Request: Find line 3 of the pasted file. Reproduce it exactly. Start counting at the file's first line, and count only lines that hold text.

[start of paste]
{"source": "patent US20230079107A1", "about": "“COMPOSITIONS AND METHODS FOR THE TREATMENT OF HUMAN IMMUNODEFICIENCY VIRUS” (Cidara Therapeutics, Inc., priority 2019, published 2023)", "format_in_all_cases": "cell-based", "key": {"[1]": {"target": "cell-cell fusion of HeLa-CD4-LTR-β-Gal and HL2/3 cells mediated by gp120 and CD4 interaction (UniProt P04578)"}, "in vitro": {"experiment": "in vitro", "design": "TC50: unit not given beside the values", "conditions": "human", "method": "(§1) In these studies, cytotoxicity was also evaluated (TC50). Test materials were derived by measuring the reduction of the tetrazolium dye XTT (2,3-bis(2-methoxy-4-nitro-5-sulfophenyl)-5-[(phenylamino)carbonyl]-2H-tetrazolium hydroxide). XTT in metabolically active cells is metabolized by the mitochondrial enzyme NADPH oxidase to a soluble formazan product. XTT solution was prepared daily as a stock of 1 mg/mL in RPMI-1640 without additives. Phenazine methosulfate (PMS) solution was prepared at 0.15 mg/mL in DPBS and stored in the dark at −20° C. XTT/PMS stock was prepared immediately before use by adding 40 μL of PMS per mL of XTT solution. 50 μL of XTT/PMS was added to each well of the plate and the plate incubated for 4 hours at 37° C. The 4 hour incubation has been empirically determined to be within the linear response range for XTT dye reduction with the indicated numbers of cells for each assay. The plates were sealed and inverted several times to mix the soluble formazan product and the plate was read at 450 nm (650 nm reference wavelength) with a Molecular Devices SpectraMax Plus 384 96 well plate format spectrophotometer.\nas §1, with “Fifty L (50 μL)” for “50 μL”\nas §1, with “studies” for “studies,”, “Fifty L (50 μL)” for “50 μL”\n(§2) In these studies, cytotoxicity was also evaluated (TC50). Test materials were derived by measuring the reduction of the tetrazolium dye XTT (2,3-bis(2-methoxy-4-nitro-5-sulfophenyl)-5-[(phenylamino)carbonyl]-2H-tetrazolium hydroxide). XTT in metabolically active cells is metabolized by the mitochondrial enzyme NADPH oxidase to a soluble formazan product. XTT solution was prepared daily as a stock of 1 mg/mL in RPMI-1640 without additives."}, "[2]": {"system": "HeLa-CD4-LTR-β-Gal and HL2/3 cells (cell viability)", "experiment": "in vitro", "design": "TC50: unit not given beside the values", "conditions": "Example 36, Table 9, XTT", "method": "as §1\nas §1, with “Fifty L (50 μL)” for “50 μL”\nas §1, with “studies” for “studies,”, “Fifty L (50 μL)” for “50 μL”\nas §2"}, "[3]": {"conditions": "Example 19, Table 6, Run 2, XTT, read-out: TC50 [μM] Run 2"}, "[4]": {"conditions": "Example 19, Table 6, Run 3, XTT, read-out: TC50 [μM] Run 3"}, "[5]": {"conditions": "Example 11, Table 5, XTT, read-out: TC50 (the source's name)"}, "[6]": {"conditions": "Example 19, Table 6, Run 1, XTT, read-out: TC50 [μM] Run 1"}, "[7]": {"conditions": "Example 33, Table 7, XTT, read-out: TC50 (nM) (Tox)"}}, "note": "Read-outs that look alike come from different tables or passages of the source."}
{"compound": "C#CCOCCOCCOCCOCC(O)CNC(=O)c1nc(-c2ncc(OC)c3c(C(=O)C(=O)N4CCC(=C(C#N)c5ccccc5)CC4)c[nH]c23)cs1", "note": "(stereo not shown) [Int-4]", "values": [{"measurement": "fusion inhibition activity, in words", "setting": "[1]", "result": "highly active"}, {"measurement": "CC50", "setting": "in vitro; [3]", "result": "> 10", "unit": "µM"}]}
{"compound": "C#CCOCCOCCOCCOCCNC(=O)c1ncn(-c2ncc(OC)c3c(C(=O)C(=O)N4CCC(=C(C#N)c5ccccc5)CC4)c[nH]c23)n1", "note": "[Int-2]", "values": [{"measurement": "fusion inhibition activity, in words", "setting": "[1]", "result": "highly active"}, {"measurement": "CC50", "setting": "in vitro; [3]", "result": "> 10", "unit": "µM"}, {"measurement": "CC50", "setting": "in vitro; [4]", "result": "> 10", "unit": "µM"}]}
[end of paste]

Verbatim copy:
{"compound": "C#CCOCCOCCOCCOCCNC(=O)c1ncn(-c2ncc(OC)c3c(C(=O)C(=O)N4CCC(=C(C#N)c5ccccc5)CC4)c[nH]c23)n1", "note": "[Int-2]", "values": [{"measurement": "fusion inhibition activity, in words", "setting": "[1]", "result": "highly active"}, {"measurement": "CC50", "setting": "in vitro; [3]", "result": "> 10", "unit": "µM"}, {"measurement": "CC50", "setting": "in vitro; [4]", "result": "> 10", "unit": "µM"}]}